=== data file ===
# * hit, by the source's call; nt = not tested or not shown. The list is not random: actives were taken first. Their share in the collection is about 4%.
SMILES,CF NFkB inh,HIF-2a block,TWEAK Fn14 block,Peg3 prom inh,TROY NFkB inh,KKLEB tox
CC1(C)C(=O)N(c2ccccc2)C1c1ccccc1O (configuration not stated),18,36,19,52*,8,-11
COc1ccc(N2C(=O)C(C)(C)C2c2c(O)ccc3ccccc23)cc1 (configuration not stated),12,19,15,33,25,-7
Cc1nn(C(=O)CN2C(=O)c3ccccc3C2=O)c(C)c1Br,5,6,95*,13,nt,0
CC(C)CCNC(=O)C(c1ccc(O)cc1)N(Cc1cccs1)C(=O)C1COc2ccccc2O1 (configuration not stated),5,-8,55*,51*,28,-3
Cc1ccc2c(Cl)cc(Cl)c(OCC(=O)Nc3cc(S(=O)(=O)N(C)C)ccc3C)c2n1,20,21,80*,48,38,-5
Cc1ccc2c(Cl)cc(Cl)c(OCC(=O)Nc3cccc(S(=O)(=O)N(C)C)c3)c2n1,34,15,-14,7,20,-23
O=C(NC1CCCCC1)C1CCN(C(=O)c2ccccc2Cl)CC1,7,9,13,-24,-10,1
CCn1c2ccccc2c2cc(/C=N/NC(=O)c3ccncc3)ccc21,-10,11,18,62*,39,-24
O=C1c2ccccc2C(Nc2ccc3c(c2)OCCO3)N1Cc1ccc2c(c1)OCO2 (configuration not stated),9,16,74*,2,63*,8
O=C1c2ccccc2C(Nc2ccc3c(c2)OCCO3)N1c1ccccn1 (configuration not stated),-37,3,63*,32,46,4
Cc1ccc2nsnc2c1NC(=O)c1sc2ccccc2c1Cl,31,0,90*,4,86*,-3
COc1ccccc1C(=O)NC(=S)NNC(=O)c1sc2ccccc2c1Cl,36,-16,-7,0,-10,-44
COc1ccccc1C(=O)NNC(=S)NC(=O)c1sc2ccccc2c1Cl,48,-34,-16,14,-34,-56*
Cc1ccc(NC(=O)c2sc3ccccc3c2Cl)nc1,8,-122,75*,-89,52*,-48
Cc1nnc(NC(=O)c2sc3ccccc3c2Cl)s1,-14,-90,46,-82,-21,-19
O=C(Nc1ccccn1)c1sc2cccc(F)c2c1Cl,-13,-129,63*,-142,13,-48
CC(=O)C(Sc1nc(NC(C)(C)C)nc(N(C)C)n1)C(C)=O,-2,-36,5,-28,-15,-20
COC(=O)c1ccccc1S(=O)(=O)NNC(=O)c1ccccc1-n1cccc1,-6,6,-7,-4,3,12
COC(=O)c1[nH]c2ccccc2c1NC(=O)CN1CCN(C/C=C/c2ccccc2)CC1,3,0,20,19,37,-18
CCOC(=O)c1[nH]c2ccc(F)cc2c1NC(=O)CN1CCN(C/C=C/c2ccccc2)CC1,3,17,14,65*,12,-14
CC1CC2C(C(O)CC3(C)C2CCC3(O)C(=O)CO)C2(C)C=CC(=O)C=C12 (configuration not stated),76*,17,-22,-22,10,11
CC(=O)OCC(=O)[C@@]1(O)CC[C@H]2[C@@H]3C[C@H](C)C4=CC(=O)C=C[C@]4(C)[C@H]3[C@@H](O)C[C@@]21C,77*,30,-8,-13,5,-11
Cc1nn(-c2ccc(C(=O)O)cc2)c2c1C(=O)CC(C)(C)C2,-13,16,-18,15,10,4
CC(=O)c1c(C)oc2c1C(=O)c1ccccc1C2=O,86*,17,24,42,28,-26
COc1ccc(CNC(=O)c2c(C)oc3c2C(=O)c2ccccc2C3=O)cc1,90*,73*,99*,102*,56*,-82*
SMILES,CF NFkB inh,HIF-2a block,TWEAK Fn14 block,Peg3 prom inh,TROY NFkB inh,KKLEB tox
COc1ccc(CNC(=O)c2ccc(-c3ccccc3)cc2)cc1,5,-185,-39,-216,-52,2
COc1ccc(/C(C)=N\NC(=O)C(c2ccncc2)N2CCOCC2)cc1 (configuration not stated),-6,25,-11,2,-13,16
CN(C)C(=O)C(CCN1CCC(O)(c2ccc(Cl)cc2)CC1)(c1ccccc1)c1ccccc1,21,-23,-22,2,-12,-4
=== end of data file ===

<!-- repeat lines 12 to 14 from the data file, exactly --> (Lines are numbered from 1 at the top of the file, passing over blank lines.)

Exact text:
O=C1c2ccccc2C(Nc2ccc3c(c2)OCCO3)N1c1ccccn1 (configuration not stated),-37,3,63*,32,46,4
Cc1ccc2nsnc2c1NC(=O)c1sc2ccccc2c1Cl,31,0,90*,4,86*,-3
COc1ccccc1C(=O)NC(=S)NNC(=O)c1sc2ccccc2c1Cl,36,-16,-7,0,-10,-44